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Help Finding a Good Widescreen LCD for Text?

Old 02-17-08, 07:16 PM
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Help Finding a Good Widescreen LCD for Text?

I remember when the Dell LCDs first came out, text rendering was shit, even with ClearType. Then there were the UltraSharps, and the difference between the regular 2007WFP and the UltraSharp model was staggering. Now there's the "UltraSharp" 2008WFP, which I've seen, and it's a noticeable step backward. The "UltraSharp" means nothing. I guess it's fine for gamers, but I don't see how anyone who deals with text can tolerate it.

I assume the issue is S-IPS vs TN, but I don't know enough about the technology to know whether there's more to look at than just those factors.

In any case, I am looking for something in the 20-24" inch widescreen range, hopefully with a resolution of at least 1920x1200. I won't be using it for gaming, so I don't care about any kind of motion delays. I'd estimate a 60/25/15 breakdown of software development in text editors/browsing the Internet/image editing. I'd certainly like something with good color reproduction so my image editing doesn't look like crap, but mainly I don't want to deal with blurry text all day.

Currently, I have a Sony G520 21" CRT, and it's served me well. But it's freakin' huge and is finally starting to show some age. I'd like to replace it at a reasonable price, but not if the replacement is actually a downgrade. The 2008WFP line is a downgrade.

Suggestions?

Thanks,
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Old 02-18-08, 08:52 AM
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Hmm if it's strictly for text, I don't see why you should use higher end panel. Cheap TN panel should do it unless viewing angle is an issue.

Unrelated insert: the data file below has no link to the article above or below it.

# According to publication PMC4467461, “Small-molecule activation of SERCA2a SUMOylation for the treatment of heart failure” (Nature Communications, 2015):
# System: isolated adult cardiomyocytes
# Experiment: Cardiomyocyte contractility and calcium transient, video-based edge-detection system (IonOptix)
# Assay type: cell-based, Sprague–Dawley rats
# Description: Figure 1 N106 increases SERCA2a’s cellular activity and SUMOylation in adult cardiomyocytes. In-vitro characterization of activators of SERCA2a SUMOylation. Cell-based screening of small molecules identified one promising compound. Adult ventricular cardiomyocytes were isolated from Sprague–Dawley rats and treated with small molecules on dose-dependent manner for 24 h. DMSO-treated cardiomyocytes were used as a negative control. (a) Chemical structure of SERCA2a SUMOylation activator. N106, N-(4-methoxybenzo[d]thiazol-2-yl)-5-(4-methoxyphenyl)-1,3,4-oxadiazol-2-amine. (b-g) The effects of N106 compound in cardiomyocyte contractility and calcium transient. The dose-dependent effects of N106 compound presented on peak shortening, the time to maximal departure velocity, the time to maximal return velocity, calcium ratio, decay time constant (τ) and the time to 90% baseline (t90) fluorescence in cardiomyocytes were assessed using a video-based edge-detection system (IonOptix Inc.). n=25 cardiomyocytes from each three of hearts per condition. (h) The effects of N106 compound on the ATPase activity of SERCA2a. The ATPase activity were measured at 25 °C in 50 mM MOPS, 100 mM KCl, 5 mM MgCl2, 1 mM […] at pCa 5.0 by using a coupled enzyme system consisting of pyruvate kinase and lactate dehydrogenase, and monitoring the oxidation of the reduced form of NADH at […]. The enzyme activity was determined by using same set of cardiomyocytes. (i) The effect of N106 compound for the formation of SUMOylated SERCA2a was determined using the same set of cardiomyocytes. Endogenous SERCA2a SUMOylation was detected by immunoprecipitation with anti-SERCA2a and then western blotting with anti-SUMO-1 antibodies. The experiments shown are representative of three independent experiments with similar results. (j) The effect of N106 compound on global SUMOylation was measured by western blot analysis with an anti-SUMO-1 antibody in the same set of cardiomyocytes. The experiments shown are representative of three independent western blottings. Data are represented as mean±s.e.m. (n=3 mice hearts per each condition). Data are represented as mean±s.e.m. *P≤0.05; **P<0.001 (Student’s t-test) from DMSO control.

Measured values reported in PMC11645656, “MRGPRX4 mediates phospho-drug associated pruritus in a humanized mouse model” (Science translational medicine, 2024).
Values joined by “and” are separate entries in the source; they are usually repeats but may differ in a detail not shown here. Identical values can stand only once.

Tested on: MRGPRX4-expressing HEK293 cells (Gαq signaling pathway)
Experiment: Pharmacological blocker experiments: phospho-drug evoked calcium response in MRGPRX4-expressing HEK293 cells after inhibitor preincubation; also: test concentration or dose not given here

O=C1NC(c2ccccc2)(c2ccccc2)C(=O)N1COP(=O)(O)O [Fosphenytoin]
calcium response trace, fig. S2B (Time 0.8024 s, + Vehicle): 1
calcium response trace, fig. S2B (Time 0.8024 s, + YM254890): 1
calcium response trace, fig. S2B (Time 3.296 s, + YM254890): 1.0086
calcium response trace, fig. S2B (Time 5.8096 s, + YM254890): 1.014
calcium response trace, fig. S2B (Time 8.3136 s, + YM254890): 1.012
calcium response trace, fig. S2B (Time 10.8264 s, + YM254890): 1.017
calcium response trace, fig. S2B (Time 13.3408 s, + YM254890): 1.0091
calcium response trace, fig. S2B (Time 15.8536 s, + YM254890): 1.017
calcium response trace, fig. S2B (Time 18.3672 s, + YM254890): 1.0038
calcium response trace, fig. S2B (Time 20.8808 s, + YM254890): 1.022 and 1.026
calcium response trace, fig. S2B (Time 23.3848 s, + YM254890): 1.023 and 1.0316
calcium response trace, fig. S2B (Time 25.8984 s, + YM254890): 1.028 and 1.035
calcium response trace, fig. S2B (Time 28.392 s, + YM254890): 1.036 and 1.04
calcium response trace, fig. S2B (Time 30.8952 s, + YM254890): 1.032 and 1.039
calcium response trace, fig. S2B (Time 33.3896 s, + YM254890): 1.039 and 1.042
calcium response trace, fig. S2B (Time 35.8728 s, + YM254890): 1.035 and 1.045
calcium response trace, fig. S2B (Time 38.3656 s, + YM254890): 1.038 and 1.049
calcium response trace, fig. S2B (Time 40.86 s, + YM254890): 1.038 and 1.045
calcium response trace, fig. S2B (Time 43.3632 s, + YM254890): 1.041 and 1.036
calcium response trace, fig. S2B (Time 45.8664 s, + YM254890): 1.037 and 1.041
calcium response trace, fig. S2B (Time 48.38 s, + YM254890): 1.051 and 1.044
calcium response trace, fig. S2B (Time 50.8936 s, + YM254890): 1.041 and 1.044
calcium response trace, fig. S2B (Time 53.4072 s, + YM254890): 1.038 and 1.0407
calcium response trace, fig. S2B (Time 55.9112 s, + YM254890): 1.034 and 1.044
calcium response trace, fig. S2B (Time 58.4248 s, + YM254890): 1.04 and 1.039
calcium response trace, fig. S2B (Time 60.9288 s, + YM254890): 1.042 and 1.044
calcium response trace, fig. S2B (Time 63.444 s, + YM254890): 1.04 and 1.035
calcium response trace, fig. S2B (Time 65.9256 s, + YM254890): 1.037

But 1920x1200 resolution is kinda hard to find under 24" range. I have no idea about laptop LCDs, but that's what I get from my research.

That being said... the Viewsonic VX2435wm sounds like a good idea for you (24" TN Panel with resolution of 1920x1200). Although.. well at $670 (Amazon's price)... may be you can find a similar deal on an older Dell 2407FPW - which uses S-PVA panel.
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Old 02-18-08, 09:05 AM
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What concerns me is that all the TN screens I've seen in person look terrible when rendering text. Comparing an older 2007WFP UltraSharp with the new 2008s is significant, and I haven't seen anything in a b&m store (other than some stupidly expensive screens in the Apple store) that looks tolerable. Everything I find is TN, though.

Viewing angle and motion response are non-issues. It will be on my primary development machine, used almost exclusively for writing code and wasting time here.

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Old 02-18-08, 11:07 AM
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I had a 21" Sony CRT and I know what you mean.